• Locate your ancestor in the 1870 Census. Most local Bureau activities ended (except from claims and education) in December 1868.
  • Check the records of the local field office in the area(s) where you believe your ancestor lived between June 1865 and December 1868.
  • Determine, if possible, the name of the former owner. The 1860 Slave Schedule may be helpful. Also consider searching the 1860 and 1870 Agricultural Schedules.
  • The Bureau created many different types of records. Review the record types in the Collection Content section in this article.
  • While searching Bureau records remember to search other records of the local government, including marriage and court records and especially the 1867 or later voter registrations.
  • Consider ancestors who may have been employed as a civilian agent or served as local agent while still in the military. Look for statewide rosters of bureau personnel in the records of Assistant Commissioners and the Field Office Personnel Coverage Table for this state. Others may have worked with aid associations or taught school supported by aid associations in the north.
  • Freedmen would have determined what their name would be and may have changed it multiple times.

Search the Index[edit | edit source]

Search by name on the Collection Details Page.
  1. Fill in the search boxes in the Search Collection section with the information you know
  2. Click Search to show possible matches

View the Images[edit | edit source]

View images in this collection by visiting the Collection Browse Page:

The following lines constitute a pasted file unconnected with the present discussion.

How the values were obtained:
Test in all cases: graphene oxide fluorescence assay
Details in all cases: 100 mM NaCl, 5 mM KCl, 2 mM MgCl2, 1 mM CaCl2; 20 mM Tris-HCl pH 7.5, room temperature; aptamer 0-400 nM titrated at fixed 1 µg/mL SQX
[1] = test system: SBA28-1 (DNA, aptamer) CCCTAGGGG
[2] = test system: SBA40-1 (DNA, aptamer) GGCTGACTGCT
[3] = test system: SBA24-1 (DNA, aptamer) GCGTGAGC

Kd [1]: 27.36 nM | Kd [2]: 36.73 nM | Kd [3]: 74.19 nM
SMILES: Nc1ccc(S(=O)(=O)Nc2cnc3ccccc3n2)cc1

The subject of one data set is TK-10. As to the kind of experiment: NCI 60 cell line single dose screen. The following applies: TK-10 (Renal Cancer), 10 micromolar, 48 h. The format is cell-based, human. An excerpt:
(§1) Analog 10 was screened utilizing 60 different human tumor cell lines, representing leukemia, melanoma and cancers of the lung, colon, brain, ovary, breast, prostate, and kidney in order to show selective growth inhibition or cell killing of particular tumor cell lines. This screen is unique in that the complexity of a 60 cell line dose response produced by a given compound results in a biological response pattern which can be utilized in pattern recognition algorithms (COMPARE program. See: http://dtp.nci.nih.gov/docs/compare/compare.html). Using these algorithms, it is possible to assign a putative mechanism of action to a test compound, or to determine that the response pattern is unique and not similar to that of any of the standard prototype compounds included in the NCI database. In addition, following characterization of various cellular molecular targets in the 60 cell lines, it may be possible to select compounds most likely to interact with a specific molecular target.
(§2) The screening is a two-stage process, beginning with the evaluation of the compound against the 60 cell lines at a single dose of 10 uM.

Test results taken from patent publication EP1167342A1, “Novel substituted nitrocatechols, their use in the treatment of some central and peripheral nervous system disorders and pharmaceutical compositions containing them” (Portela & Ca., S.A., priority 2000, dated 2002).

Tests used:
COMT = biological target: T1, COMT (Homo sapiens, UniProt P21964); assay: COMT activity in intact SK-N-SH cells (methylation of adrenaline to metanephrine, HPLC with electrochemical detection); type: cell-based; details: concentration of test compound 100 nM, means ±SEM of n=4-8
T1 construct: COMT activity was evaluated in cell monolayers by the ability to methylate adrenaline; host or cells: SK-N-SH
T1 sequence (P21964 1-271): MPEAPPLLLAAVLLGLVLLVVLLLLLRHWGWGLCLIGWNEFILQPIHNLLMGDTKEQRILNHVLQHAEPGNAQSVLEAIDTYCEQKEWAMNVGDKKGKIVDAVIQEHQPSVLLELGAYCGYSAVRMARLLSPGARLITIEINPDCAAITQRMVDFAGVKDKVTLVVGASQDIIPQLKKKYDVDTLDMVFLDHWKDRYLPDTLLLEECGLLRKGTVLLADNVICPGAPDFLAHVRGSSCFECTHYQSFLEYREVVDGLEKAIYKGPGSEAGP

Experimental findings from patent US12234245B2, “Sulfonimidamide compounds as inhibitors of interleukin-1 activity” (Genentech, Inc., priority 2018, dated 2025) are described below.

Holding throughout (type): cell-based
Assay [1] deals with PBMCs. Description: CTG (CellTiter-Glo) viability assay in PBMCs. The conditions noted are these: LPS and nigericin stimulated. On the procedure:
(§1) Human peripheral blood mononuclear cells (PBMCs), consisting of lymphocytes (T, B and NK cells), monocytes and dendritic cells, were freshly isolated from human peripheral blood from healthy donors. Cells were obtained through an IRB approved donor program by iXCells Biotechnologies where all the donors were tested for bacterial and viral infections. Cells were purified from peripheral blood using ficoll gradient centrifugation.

1. Select Marriage Place - State
  2. Select Surname
  3. Select Given Name to view the images

How Do I Analyze the Results?[edit | edit source]

Compare each result from your search with what you know to determine if there is a match. This may require viewing multiple records or images. Keep track of your research in a research log.

What Do I Do Next?[edit | edit source]

I Found the Person I Was Looking For, What Now?[edit | edit source]

  • Add any new information to your records
  • Use the place of residence, age, and other information for each person to search for the individuals in census records
  • Use the information found on the marriage record to search church records
  • Use the information found on the marriage record to search land and probate records
  • Use the information found on the marriage record to search additional state and county records

I Can't Find the the Person I'm Looking For, What Now?[edit | edit source]

  • There may be more than one person in the records with the same name
  • Look for variant spellings of the names. You should also look for nicknames and abbreviated names
  • Look for another index. Local genealogical and historical societies often have indexes to local records
  • Search the indexes and records of nearby counties
  • Try alternative search methods such as only filling in the surname search box (or the given name search box) on the landing page leaving the other box empty and then click on search. This should return a list of everyone with that particular name. You could then browse the list for individuals that may be your ancestor
  • Former slaves may have had used multiple names or changed their names until they decided upon one particular name. Search all possible names along with variations or spellings of their known names

Research Helps[edit | edit source]

The following articles will help you research your family in the United States.

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Citing This Collection[edit | edit source]

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Collection Citation: